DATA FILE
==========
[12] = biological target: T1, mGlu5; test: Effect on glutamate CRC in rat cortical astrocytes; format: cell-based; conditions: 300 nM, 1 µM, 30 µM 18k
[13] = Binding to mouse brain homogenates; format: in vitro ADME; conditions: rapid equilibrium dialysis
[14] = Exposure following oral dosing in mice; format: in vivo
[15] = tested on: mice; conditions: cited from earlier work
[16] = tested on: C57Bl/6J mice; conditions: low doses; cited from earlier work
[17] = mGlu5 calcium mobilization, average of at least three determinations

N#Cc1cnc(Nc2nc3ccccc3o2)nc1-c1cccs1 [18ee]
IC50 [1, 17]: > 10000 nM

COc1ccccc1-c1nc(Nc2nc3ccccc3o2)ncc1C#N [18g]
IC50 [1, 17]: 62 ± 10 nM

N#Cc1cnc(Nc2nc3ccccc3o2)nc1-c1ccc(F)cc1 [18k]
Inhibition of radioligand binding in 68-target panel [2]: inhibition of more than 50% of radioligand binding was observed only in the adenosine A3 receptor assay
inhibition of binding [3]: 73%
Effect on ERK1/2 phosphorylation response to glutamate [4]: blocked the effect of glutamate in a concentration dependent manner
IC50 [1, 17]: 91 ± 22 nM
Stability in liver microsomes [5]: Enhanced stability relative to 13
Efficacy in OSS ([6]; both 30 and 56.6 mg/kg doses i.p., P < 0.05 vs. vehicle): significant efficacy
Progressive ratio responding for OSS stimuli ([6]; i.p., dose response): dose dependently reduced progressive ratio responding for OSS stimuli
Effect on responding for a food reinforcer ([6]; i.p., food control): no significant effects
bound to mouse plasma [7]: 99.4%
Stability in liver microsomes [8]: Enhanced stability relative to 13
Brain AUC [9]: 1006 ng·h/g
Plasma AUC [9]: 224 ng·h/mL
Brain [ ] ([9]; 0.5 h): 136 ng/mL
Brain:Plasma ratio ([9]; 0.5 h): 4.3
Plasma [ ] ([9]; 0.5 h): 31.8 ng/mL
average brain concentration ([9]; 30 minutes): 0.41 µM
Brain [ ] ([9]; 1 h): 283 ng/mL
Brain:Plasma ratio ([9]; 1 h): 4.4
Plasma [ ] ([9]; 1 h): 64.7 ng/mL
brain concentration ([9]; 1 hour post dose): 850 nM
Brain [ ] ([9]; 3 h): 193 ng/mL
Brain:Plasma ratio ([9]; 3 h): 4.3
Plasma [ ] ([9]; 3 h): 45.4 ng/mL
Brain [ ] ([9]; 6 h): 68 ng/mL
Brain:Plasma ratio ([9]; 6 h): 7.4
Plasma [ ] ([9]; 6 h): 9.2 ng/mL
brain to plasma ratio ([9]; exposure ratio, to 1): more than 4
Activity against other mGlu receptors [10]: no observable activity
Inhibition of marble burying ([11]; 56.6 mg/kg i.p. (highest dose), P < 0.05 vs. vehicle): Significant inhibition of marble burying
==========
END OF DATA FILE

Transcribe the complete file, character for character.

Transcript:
[12] = biological target: T1, mGlu5; test: Effect on glutamate CRC in rat cortical astrocytes; format: cell-based; conditions: 300 nM, 1 µM, 30 µM 18k
[13] = Binding to mouse brain homogenates; format: in vitro ADME; conditions: rapid equilibrium dialysis
[14] = Exposure following oral dosing in mice; format: in vivo
[15] = tested on: mice; conditions: cited from earlier work
[16] = tested on: C57Bl/6J mice; conditions: low doses; cited from earlier work
[17] = mGlu5 calcium mobilization, average of at least three determinations

N#Cc1cnc(Nc2nc3ccccc3o2)nc1-c1cccs1 [18ee]
IC50 [1, 17]: > 10000 nM

COc1ccccc1-c1nc(Nc2nc3ccccc3o2)ncc1C#N [18g]
IC50 [1, 17]: 62 ± 10 nM

N#Cc1cnc(Nc2nc3ccccc3o2)nc1-c1ccc(F)cc1 [18k]
Inhibition of radioligand binding in 68-target panel [2]: inhibition of more than 50% of radioligand binding was observed only in the adenosine A3 receptor assay
inhibition of binding [3]: 73%
Effect on ERK1/2 phosphorylation response to glutamate [4]: blocked the effect of glutamate in a concentration dependent manner
IC50 [1, 17]: 91 ± 22 nM
Stability in liver microsomes [5]: Enhanced stability relative to 13
Efficacy in OSS ([6]; both 30 and 56.6 mg/kg doses i.p., P < 0.05 vs. vehicle): significant efficacy
Progressive ratio responding for OSS stimuli ([6]; i.p., dose response): dose dependently reduced progressive ratio responding for OSS stimuli
Effect on responding for a food reinforcer ([6]; i.p., food control): no significant effects
bound to mouse plasma [7]: 99.4%
Stability in liver microsomes [8]: Enhanced stability relative to 13
Brain AUC [9]: 1006 ng·h/g
Plasma AUC [9]: 224 ng·h/mL
Brain [ ] ([9]; 0.5 h): 136 ng/mL
Brain:Plasma ratio ([9]; 0.5 h): 4.3
Plasma [ ] ([9]; 0.5 h): 31.8 ng/mL
average brain concentration ([9]; 30 minutes): 0.41 µM
Brain [ ] ([9]; 1 h): 283 ng/mL
Brain:Plasma ratio ([9]; 1 h): 4.4
Plasma [ ] ([9]; 1 h): 64.7 ng/mL
brain concentration ([9]; 1 hour post dose): 850 nM
Brain [ ] ([9]; 3 h): 193 ng/mL
Brain:Plasma ratio ([9]; 3 h): 4.3
Plasma [ ] ([9]; 3 h): 45.4 ng/mL
Brain [ ] ([9]; 6 h): 68 ng/mL
Brain:Plasma ratio ([9]; 6 h): 7.4
Plasma [ ] ([9]; 6 h): 9.2 ng/mL
brain to plasma ratio ([9]; exposure ratio, to 1): more than 4
Activity against other mGlu receptors [10]: no observable activity
Inhibition of marble burying ([11]; 56.6 mg/kg i.p. (highest dose), P < 0.05 vs. vehicle): Significant inhibition of marble burying